The Chinese government has repeatedly resorted to using nationalism whenever it felt threatened or weak over the last few decades. They also exploited nationalism to gain domestic support for prominent foreign policy directions, especially when it came to Japan, Taiwan and the United States.
However, in recent years, nationalism is being cultivated in order to gain support for domestic policies. In a post-ideological political environment, the Chinese Communist Party (CCP) has had to resort to nationalism in order to rally the masses in support of its policies.
Since taking over as President Xi has argued that the Party is the main user and proponent of patriotism, saying it should be an important part of both the education system and the road to the “China Dream”. Patriotism needs to be combined with the idea of socialism as well. After abolishing the two-term limit on the presidential term in March, there has been a major push by the party to eliminate domestic criticism with the help of nationalism. But as experience shows, nationalism has always been a double-edged sword.
Chinese intellectuals vehemently criticized the party’s move to abolish the two-term presidential limit and argued that China was moving away from the process of political reforms that began in the Deng Xiaoping era. The issue also led to discussions about a more authoritarian rule and the shift to a Mao-style of governance. Given the extent of Beijing’s control over the media, most critical articles were removed or censored.
However, in the last few months, there has been a surge in such opinions online. It’s important to note that Xi has regularly praised Mao, especially his patriotism and dedication to the country and party. Thus, it was no surprise that it was under Xi’s leadership that China marked the 80th anniversary of the Nanjing Massacre. The government even organized a national day of remembrance on December 13, 2017, further exploiting nationalistic sentiment.
Immediately after news that the limit on presidential terms had been abolished there were a lot of reactions on the internet arguing that China was moving in the direction of North Korea. But these were quickly removed. However, the recent focus on intellectuals appears to be in response to the article titled “Imminent Fears, Immediate Hopes”, which was written by Xu Zhangrun. It criticized government policies and also argued that Xi was working towards building a cult. The increased criticism because of the vaccine scandal has also played a crucial role.
In order to gain support, the Chinese government announced a new idea that ‘intellectuals should be more patriotic’. In order to achieve this, they announced the establishment of a ‘patriotic spirit campaign’ primarily aimed at young and middle-aged intellectuals. In an article in the Global Times, Su Wei, a professor at the Party School of the CPC Chongqing Municipal Committee argued that “Intellectuals expect more toward democracy and the rule of law from globalization. Some of them express unrealistic dissatisfaction toward the country. Corruption has also affected people’s trust in government and the nation”.
The major aim is to manage growing discontent among intellectuals and push them to follow the communist party’s line. Criticism of state policies has spurred a strong reaction, as seen in the case of Sun Wenguang, a retired professor, when he criticized the increased expenditure on foreign abroad. It is believed that six police officers went to his house after his appearance on a television show and he has not been seen since.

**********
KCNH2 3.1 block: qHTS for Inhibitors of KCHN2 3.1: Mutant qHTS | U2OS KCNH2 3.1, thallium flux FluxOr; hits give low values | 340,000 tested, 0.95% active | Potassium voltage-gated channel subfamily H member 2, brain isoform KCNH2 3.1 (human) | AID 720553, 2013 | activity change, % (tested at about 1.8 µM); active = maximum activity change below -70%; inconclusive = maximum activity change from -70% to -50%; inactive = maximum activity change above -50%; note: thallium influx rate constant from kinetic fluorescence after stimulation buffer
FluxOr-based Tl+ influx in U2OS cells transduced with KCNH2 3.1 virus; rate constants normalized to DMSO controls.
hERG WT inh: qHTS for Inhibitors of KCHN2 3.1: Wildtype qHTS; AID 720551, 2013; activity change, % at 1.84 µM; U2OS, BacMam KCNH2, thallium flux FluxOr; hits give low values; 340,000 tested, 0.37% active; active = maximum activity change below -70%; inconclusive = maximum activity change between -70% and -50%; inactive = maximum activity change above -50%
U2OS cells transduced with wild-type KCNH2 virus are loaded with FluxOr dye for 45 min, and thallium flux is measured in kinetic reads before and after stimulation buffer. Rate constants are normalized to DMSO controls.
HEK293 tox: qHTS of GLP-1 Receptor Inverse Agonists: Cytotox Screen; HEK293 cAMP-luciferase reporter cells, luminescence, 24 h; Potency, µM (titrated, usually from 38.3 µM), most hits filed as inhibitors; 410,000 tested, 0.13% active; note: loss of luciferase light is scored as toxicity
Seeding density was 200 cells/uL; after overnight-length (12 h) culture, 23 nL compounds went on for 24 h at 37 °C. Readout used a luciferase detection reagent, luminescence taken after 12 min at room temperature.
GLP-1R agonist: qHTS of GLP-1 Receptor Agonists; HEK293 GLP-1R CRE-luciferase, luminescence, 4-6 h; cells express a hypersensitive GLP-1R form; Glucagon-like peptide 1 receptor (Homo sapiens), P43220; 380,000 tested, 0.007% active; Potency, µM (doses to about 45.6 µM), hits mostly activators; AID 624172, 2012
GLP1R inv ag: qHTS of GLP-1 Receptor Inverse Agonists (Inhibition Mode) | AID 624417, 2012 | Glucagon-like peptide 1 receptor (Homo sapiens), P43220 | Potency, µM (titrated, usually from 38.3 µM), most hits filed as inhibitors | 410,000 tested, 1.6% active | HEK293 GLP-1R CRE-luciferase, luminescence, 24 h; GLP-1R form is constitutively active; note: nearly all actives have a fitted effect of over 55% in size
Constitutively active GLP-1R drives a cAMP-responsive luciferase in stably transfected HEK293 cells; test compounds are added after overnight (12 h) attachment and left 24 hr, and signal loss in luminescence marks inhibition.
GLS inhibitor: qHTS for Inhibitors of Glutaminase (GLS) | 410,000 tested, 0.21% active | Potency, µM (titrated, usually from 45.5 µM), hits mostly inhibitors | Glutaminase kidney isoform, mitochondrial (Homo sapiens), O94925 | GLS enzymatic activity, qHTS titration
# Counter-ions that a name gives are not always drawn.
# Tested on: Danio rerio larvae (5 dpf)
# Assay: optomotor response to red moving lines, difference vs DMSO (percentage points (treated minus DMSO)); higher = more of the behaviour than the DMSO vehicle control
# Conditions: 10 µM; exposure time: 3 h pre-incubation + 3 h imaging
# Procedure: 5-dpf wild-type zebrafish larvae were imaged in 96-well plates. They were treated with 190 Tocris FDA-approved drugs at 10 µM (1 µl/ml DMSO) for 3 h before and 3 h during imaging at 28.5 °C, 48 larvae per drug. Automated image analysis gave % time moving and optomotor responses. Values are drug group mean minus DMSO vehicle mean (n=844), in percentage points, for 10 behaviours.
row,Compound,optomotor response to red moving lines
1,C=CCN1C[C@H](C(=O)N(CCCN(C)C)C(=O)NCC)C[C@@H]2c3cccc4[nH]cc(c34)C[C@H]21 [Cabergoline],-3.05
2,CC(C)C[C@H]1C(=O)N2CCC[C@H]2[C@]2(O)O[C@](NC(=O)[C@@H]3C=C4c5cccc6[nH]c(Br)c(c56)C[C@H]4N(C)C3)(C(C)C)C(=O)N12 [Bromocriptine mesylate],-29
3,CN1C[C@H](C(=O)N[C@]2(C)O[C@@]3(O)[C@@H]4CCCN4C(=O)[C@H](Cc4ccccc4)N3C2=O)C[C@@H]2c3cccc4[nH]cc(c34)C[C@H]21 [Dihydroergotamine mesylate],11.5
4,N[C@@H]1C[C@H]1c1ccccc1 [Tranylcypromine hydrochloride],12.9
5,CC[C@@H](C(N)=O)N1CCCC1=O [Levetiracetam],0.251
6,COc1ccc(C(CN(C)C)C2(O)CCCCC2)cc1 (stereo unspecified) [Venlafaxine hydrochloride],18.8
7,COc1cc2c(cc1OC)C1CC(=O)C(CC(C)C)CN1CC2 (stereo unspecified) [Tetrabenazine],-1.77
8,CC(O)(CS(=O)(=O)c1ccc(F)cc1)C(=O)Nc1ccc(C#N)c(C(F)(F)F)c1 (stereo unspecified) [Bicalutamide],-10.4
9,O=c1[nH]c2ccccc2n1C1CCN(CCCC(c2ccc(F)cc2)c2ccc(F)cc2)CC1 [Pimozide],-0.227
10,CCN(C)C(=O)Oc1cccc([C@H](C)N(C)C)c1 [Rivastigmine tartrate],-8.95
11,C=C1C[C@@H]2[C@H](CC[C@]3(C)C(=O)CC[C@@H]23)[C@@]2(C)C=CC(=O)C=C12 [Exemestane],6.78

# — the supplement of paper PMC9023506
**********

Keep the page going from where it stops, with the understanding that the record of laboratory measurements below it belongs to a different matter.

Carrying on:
It is not only intellectuals who have been on the receiving end of the party’s “patriotic” campaign. There has been an ongoing program of patriotic education in China which has gained more impetus under Xi. One report said school students were asked in 2016 to watch shows and give speeches about the Long March spirit, which is an indication of ideological control and monitoring by Xi.
In some cases, parents had to even send proof to school showing that their children watched the required shows. In addition to this, there has also been an increase in the glorification of the CCP in textbooks, plus an additional focus on Confucianism, Chinese folklore and traditional medicine. However, the push for patriotic education is not that recent. The Chinese government relied on this program after the incident at Tiananmen Square in 1989 to help the party and try to make Chinese people more patriotic.
However, such efforts only strengthen the argument that the Chinese government, despite being in power for almost 70 years, is highly paranoid and scared of critics. Xi is clearly not as strong a leader as the world might believe. The CCP has had a history of crushing dissent in a top-down fashion and Xi wants no repeat of the Tiananmen Square uprising, as it may prove tougher to censor and manage considering the world’s globalized communication links.
Xi’s standard approach towards handling domestic problems and criticism has been one of increased control and command. Since taking over as President of the People’s Republic of China, he has followed a strong-man approach with no leeway for independent opinions or discussion. The Chinese media today is more controlled than ever and there has been a rise in monitoring and propaganda.
There have also been reports suggesting the government’s “incessant ideological indoctrination by the Chinese government has been counterproductive”. However, Xi needs to understand that if the government continues to clamp down on public debate there could be a severe backlash from society over the rise in mistrust towards the party.